# What does double vertical-line means in linear algebra?

I have a formula, which I have no idea how to solve, because I don't know that double vertical-line sign: $\|{\rm Ax} \|$?

$${\rm x} \ne 0 \in \Bbb R^n, \quad 0 < m \le \frac {\| {\rm Ax} \|} {\| {\rm x} \|} \le M, \quad cond(A) \le \frac M m .$$

What does it mean? How should I solve this?

• vector norm. en.wikipedia.org/wiki/Norm_%28mathematics%29 How should I solve this What are solving for? what is the known and what is the unknown? – Nasser Nov 29 '13 at 23:22
• @StefanSmith I don't think it "almost certainly refers to the Euclidean norm". Actually any vector norm will do. – user1551 Nov 30 '13 at 0:27
• @user1551 : I removed my comment, but if someone writes $\|\mathbf{x}\|$, when $\mathbf{x}\in \mathbb{R}^n$, and they don't provide any additional context, then unless they are being deliberately uncooperative, they are using the Euclidean norm. Unfortunately, the OP did not give us enough info to be 100% sure what norm is being used here. (I will take your word for it that any norm works here and file it under "interesting facts to be investigated later"). – Stefan Smith Nov 30 '13 at 1:10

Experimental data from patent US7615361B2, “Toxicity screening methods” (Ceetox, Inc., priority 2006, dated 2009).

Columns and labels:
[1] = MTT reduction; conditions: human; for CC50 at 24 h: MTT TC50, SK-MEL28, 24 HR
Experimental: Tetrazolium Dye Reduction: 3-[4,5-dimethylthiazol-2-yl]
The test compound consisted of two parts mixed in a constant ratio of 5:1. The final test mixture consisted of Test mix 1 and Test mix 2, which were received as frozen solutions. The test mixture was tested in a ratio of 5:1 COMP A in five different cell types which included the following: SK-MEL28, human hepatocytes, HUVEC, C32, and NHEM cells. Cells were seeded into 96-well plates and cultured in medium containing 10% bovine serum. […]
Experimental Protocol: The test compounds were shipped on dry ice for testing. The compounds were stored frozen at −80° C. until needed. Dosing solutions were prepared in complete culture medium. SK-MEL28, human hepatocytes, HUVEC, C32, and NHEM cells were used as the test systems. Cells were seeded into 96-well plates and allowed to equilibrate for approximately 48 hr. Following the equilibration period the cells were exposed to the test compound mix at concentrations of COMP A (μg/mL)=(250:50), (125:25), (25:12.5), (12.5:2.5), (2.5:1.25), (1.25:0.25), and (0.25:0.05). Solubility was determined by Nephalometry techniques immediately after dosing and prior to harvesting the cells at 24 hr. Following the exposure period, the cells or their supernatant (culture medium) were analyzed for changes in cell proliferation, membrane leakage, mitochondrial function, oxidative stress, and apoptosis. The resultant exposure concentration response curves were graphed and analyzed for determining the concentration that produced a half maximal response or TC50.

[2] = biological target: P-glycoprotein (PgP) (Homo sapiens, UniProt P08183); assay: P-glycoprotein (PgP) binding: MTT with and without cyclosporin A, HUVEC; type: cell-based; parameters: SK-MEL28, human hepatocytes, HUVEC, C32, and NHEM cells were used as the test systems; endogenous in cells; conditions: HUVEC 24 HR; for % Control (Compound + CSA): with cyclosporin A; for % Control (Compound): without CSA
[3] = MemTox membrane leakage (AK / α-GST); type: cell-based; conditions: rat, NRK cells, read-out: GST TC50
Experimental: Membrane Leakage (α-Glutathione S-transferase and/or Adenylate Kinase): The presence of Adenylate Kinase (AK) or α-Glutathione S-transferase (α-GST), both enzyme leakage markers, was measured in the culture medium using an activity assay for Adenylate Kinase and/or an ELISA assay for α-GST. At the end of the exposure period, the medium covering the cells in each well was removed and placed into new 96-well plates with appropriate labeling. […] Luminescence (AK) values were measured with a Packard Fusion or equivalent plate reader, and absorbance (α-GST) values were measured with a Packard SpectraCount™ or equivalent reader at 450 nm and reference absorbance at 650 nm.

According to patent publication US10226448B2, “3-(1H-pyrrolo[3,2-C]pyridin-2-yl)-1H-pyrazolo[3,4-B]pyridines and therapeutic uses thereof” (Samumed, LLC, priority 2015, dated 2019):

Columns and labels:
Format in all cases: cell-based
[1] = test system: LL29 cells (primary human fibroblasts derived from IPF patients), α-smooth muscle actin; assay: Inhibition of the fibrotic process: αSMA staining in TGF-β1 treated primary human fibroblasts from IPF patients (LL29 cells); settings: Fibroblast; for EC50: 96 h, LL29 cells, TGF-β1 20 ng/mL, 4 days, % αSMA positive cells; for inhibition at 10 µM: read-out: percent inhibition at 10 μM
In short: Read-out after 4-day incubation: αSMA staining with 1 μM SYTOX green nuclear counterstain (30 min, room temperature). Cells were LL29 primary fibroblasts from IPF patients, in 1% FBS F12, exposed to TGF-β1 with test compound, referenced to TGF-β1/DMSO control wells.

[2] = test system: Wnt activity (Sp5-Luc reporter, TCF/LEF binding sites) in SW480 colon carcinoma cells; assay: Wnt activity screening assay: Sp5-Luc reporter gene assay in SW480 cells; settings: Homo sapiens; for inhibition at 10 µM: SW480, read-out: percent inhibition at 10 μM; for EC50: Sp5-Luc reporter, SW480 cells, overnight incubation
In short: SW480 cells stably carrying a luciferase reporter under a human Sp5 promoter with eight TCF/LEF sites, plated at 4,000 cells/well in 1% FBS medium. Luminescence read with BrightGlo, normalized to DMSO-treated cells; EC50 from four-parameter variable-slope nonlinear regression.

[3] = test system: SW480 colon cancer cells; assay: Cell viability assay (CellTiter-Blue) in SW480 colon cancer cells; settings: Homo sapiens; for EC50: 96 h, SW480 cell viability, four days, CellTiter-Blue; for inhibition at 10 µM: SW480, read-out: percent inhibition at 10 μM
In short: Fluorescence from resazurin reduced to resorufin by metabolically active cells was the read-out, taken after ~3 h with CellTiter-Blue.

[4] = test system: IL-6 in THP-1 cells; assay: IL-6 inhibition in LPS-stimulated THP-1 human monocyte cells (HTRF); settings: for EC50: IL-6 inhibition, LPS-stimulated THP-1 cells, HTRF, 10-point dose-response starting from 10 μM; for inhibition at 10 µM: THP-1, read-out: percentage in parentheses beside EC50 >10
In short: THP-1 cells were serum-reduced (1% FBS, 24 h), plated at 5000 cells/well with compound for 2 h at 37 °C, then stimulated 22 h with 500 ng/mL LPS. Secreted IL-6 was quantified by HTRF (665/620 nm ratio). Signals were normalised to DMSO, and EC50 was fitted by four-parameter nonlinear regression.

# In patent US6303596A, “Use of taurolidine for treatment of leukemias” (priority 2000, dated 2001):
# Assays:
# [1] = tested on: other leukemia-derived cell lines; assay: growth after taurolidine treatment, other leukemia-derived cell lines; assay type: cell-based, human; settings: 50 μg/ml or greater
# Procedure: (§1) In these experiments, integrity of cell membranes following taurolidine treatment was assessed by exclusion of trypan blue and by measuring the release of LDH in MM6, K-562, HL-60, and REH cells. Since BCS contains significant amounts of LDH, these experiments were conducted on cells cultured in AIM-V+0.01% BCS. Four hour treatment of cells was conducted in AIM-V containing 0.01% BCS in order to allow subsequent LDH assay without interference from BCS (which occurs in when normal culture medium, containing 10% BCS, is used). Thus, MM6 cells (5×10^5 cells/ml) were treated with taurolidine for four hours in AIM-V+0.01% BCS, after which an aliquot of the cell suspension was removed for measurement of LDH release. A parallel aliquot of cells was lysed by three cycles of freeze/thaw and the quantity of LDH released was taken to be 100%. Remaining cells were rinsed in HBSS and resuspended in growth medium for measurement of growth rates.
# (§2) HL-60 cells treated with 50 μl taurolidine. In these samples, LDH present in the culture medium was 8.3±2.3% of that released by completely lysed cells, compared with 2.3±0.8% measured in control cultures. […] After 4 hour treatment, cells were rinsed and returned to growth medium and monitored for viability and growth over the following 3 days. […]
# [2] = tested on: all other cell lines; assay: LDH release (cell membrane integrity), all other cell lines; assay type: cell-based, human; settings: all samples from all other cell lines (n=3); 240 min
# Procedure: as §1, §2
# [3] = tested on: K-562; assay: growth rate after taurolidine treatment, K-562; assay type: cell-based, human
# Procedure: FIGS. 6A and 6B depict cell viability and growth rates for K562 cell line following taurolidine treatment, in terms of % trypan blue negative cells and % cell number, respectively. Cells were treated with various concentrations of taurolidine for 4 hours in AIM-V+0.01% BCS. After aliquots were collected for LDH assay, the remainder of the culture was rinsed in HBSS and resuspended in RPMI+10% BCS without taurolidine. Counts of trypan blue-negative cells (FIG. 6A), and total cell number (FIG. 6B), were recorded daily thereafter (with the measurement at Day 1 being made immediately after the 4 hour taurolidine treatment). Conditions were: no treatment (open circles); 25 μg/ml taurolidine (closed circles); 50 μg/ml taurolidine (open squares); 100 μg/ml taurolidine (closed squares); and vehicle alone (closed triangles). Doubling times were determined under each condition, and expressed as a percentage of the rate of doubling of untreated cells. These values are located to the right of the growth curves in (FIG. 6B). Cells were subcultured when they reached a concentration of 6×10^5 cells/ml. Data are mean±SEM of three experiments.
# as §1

Double bars (or sometimes even single bars) tend to denote a norm in Mathematics. Most likely, the double bars here are denoting the Euclidean norm. This is just the length of the vector. So for example, the vector (I shall write it horizontally for compactness) $(1,2,3)$ has length $$\|(1,2,3) \|=\sqrt{1^2+2^2+3^2}=\sqrt{14}$$ and the vector $$\|(3,-1,2) \|=\sqrt{3^2+(-1)^2+2^2}=\sqrt{14}$$ Notice that $A\mathbf{x}$ is just a vector, so $\|A\mathbf{x}\|$ is just the length of the vector. $\|\mathbf{x}\|$ is just the length of $\mathbf{x}$. So here you are looking for scaling of $\mathbf{x}$ under transformation by $A$ to be between $m$ and $M$. (Look at $\frac{\|A\mathbf{x}\|}{\|\mathbf{x}\|}$ and think about what it means 'pictorially' to see what I am talking about).